Rogue Sites Dangerous to Consumers Buying Prescription Medication Online

by Paul Hortenstine 11/11/2011 07:25 (UTC-08:00) Pacific Time (US & Canada)

An opinion piece in the Washington Times shows just how dangerous rogue sites are to consumers purchasing medicine online and it urges passage of the Stop Online Piracy Act to help curb the trafficking in tainted medicine.  Millions of Americans enjoy the convenience of purchasing prescription medicines over the Internet.   They search online for a pharmacy that will fill and mail their prescription.  However, they are often taking advantage of by rogue sites that appear to be legitimate.  These sites knowingly sell counterfeit drugs and tainted medicine that has unfortunately led to debilitating sickness and even death. 

The Stop Online Piracy Act (H.R. 3261) in the House and the PROTECT IP Act (S.968) in the Senate have bipartisan support and will help target rogue sites profiting from counterfeit medicine and stolen creative content like books, movies and music.  The legislation will also preserve the 2.2 million American jobs of people who work in the television and film industry. 

In the Washington Times article, Libby Baney of the Alliance of Safe Online Pharmacies writes that rogue sites have affected her family:

“In December 2009, my sister Ali decided to refill her supply of allergy medication, a drug she had taken for years, by using what she assumed was a legitimate Internet site. On Christmas Eve, after taking the drug, she became violently ill and suffered intense migraine headaches. Ali had thought she was buying her usual prescription medication. Unfortunately, her trusted medicine is not what she received.  After Ali recovered, she learned that the website she used did not meet the rigorous Verified Internet Pharmacy Practice Sites (VIPPS) accreditation standards put in place by the National Association of Boards of Pharmacy (NABP).”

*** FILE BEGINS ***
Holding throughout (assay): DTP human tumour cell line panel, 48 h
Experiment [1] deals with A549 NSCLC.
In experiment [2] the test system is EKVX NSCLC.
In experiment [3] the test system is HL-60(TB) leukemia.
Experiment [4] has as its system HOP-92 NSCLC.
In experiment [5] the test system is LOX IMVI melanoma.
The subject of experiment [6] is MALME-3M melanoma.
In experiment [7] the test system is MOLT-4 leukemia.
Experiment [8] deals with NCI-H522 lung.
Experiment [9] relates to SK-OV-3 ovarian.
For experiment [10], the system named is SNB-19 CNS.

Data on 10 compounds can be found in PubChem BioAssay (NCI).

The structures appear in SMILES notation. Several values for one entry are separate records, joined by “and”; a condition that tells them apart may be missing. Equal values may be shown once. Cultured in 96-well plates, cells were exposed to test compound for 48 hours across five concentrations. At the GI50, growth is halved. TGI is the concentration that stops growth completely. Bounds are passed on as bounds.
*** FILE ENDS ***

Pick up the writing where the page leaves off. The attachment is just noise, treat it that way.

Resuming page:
And the money used to purchase medication on these rogue sites often goes to fund organized crime:

“The Internet allows these illegitimate online drug sellers to operate without much fear of consequences. The small packages of fake drugs are often shipped through three or four locations, masking their true origin and making them hard to track or control. Even more chilling is that these rogue drug sites often trace back to complex organized criminal networks that are manufacturing unregulated and dangerous medicines and are knowingly peddling these dangerous drugs to consumers around the world. Rogue Internet drug sites are often a major source of funds for criminal networks.”

Rogue sites also enable people who buy medication without a prescription:

“Recent research conducted by the Partnership at Drugfree.org found that 1 in 6 Americans - 36 million people - purchase prescription medication via the Internet without a valid prescription. When consumers purchase from a website that does not adhere to U.S. law governing the use of prescriptions, they bypass all the protections put in place to protect them; namely, that the medicines are safe and have been prescribed by a physician, and that the prescription has been dispensed by a licensed U.S. pharmacist in a licensed U.S. pharmacy.”

Baney urges passage of the Stop Online Piracy Act to help target these rogue sites: